Ad Stijnman (Independent Scholar, Royal Historical Society in London), "Cut Brightly: Colour Intaglio Printed Illustrations 1475–1850"
Over the past two centuries research into colour prints has largely been limited to single-leaf art prints, such as sixteenth-century Italian chiaroscuro woodcuts and eighteenth- century French crayon engravings. Colour intaglio printed illustrations in monographs, serial works and periodicals have largely escaped attention, except for a small group of eighteenth- century anatomical works. This talk sketches an historical overview of colour intaglio illustrations from the technical developments to their graphic styles, from the decorative use of colour to its functional realism, from the middle ages to the mid-nineteenth century, through a wide range of genres.
The first book with colour printed engravings was published in Cologne (Germany) c.1476. Gradually more colour intaglio illustrations appeared until science and art blossomed during the Enlightenment, with scientific knowledge developing in parallel with new colour printing processes. Especially authors of books on botany or medicine appreciated their publications being illustrated in colour. For good reason, because colour added strongly to the determination of species and the diagnosis of diseases by their morbid symptoms. Other subjects with colour intaglio printed illustrations are studies on paleontology and mechanics, archeology and paleography, fashion magazines and ladies’ monthlies, books on travel and novels, artists’ manuals and explorers’ reports.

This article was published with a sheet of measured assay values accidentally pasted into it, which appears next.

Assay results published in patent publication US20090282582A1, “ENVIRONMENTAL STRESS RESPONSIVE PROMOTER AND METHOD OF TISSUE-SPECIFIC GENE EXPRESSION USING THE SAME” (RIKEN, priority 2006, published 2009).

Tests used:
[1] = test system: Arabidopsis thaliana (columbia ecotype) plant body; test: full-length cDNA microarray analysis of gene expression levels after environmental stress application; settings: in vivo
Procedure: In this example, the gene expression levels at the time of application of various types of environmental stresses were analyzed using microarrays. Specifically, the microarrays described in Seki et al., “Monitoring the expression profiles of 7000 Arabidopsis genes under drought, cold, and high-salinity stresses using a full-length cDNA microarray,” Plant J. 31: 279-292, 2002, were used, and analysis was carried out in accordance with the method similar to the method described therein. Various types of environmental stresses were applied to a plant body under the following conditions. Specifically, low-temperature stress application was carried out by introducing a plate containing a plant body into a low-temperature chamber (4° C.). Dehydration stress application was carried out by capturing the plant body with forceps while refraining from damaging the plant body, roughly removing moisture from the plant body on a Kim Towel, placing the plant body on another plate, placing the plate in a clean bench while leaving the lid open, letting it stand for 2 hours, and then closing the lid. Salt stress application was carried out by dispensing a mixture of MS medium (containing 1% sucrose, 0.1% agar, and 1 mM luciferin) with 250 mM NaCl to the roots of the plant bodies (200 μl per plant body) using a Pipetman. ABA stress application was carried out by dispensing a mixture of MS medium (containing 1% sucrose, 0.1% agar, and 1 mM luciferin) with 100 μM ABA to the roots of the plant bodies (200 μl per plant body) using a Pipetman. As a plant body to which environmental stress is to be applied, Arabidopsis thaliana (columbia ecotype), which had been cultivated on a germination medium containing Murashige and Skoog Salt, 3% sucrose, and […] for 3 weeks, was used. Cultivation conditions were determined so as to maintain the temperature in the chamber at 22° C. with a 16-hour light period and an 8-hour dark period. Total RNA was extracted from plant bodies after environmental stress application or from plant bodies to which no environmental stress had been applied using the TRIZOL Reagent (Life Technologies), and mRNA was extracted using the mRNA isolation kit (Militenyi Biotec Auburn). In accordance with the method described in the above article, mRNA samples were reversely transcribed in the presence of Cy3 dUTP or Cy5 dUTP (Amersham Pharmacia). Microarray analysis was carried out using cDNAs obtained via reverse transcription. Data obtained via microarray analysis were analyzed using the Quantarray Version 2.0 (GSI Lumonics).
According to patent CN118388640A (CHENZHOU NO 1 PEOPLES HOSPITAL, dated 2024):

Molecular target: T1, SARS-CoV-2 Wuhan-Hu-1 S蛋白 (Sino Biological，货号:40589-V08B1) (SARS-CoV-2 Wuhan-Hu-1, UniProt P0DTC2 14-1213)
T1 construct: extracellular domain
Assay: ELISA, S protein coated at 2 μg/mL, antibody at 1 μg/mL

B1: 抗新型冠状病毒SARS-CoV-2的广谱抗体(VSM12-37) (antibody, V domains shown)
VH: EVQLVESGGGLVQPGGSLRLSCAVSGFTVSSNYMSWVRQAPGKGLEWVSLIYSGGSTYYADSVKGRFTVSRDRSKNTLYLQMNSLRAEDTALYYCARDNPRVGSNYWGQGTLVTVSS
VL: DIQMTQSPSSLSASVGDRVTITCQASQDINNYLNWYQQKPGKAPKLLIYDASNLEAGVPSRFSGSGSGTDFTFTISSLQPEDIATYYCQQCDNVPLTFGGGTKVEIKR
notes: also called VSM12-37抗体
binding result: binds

The printing trade professionalised further and around 1800 appeared some of the most beautiful books on birds and plants ever, especially on the French market. Their folio editions printed in intaglio in multiple colours on voluminous white paper became highly prized collectors’ items, until replaced by illustrations in chromolithography from the 1840s.
The presentation is followed by an object viewing of early modern books and journals with colour printed illustrations from the collections of Columbia University
If you would like to attend the seminar, please email the seminar rapporteur, Sierra Eckert (email@example.com) for a copy of the paper.
We will be having dinner afterwards at Pisticci at 7:20pm. Dinner attendees will be responsible for the costs of their own meal. If you would like to attend, please make sure to RSVP at least one week in advance to the seminar rapporteur (firstname.lastname@example.org). It is necessary to RSVP even if you are attending the talk only, since rooms are assigned based on the expected number of attendees.